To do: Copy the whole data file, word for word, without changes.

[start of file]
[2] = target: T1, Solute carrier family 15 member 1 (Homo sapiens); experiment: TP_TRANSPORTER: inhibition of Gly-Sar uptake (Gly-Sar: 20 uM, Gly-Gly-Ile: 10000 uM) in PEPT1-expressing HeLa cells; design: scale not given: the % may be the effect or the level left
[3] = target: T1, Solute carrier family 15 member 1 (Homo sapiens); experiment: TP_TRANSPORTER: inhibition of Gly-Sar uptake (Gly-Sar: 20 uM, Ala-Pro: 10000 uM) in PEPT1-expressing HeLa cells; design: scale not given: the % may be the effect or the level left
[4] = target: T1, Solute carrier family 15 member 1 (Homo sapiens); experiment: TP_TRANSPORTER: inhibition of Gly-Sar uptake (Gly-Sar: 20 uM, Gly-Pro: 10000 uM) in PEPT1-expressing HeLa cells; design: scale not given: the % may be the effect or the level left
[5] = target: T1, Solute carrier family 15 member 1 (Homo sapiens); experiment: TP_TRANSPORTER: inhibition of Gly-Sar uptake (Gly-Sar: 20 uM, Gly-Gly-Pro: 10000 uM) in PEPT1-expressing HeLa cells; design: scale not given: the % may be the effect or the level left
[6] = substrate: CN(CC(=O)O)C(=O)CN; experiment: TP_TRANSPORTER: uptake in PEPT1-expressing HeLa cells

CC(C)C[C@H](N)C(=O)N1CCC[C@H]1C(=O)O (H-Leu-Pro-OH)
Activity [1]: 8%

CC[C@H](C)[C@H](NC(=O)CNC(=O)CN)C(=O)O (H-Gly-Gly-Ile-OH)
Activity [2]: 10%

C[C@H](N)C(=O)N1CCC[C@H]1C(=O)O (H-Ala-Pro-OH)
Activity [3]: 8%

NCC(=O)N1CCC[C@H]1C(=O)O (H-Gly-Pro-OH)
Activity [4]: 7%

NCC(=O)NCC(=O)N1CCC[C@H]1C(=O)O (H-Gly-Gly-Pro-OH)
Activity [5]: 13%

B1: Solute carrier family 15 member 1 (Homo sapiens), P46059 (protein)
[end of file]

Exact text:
[2] = target: T1, Solute carrier family 15 member 1 (Homo sapiens); experiment: TP_TRANSPORTER: inhibition of Gly-Sar uptake (Gly-Sar: 20 uM, Gly-Gly-Ile: 10000 uM) in PEPT1-expressing HeLa cells; design: scale not given: the % may be the effect or the level left
[3] = target: T1, Solute carrier family 15 member 1 (Homo sapiens); experiment: TP_TRANSPORTER: inhibition of Gly-Sar uptake (Gly-Sar: 20 uM, Ala-Pro: 10000 uM) in PEPT1-expressing HeLa cells; design: scale not given: the % may be the effect or the level left
[4] = target: T1, Solute carrier family 15 member 1 (Homo sapiens); experiment: TP_TRANSPORTER: inhibition of Gly-Sar uptake (Gly-Sar: 20 uM, Gly-Pro: 10000 uM) in PEPT1-expressing HeLa cells; design: scale not given: the % may be the effect or the level left
[5] = target: T1, Solute carrier family 15 member 1 (Homo sapiens); experiment: TP_TRANSPORTER: inhibition of Gly-Sar uptake (Gly-Sar: 20 uM, Gly-Gly-Pro: 10000 uM) in PEPT1-expressing HeLa cells; design: scale not given: the % may be the effect or the level left
[6] = substrate: CN(CC(=O)O)C(=O)CN; experiment: TP_TRANSPORTER: uptake in PEPT1-expressing HeLa cells

CC(C)C[C@H](N)C(=O)N1CCC[C@H]1C(=O)O (H-Leu-Pro-OH)
Activity [1]: 8%

CC[C@H](C)[C@H](NC(=O)CNC(=O)CN)C(=O)O (H-Gly-Gly-Ile-OH)
Activity [2]: 10%

C[C@H](N)C(=O)N1CCC[C@H]1C(=O)O (H-Ala-Pro-OH)
Activity [3]: 8%

NCC(=O)N1CCC[C@H]1C(=O)O (H-Gly-Pro-OH)
Activity [4]: 7%

NCC(=O)NCC(=O)N1CCC[C@H]1C(=O)O (H-Gly-Gly-Pro-OH)
Activity [5]: 13%

B1: Solute carrier family 15 member 1 (Homo sapiens), P46059 (protein)